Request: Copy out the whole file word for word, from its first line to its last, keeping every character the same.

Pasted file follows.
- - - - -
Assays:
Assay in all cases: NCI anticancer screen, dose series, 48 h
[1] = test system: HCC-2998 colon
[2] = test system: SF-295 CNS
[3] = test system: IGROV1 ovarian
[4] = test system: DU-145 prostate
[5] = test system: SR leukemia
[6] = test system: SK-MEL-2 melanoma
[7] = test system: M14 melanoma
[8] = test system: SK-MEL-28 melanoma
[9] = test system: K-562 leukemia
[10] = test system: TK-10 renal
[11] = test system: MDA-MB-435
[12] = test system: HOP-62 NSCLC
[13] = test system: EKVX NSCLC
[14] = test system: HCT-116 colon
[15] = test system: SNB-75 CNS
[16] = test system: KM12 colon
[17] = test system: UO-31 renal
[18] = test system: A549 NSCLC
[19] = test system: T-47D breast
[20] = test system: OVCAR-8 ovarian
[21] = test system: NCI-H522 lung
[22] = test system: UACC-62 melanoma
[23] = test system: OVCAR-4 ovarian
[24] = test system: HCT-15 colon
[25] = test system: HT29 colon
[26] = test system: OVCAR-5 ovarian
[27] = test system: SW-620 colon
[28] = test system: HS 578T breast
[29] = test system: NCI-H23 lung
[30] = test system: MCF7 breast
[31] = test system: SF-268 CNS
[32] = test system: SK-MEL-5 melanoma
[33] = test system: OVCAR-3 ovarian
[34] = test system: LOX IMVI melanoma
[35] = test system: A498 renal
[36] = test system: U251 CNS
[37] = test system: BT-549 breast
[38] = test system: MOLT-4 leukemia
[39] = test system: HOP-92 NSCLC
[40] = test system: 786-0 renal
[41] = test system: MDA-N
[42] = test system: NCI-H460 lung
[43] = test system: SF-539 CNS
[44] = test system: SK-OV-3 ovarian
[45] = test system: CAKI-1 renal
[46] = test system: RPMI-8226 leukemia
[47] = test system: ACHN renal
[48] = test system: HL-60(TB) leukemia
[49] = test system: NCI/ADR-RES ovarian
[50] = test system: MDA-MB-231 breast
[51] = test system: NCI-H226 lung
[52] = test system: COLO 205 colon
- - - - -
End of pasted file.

Assays:
Assay in all cases: NCI anticancer screen, dose series, 48 h
[1] = test system: HCC-2998 colon
[2] = test system: SF-295 CNS
[3] = test system: IGROV1 ovarian
[4] = test system: DU-145 prostate
[5] = test system: SR leukemia
[6] = test system: SK-MEL-2 melanoma
[7] = test system: M14 melanoma
[8] = test system: SK-MEL-28 melanoma
[9] = test system: K-562 leukemia
[10] = test system: TK-10 renal
[11] = test system: MDA-MB-435
[12] = test system: HOP-62 NSCLC
[13] = test system: EKVX NSCLC
[14] = test system: HCT-116 colon
[15] = test system: SNB-75 CNS
[16] = test system: KM12 colon
[17] = test system: UO-31 renal
[18] = test system: A549 NSCLC
[19] = test system: T-47D breast
[20] = test system: OVCAR-8 ovarian
[21] = test system: NCI-H522 lung
[22] = test system: UACC-62 melanoma
[23] = test system: OVCAR-4 ovarian
[24] = test system: HCT-15 colon
[25] = test system: HT29 colon
[26] = test system: OVCAR-5 ovarian
[27] = test system: SW-620 colon
[28] = test system: HS 578T breast
[29] = test system: NCI-H23 lung
[30] = test system: MCF7 breast
[31] = test system: SF-268 CNS
[32] = test system: SK-MEL-5 melanoma
[33] = test system: OVCAR-3 ovarian
[34] = test system: LOX IMVI melanoma
[35] = test system: A498 renal
[36] = test system: U251 CNS
[37] = test system: BT-549 breast
[38] = test system: MOLT-4 leukemia
[39] = test system: HOP-92 NSCLC
[40] = test system: 786-0 renal
[41] = test system: MDA-N
[42] = test system: NCI-H460 lung
[43] = test system: SF-539 CNS
[44] = test system: SK-OV-3 ovarian
[45] = test system: CAKI-1 renal
[46] = test system: RPMI-8226 leukemia
[47] = test system: ACHN renal
[48] = test system: HL-60(TB) leukemia
[49] = test system: NCI/ADR-RES ovarian
[50] = test system: MDA-MB-231 breast
[51] = test system: NCI-H226 lung
[52] = test system: COLO 205 colon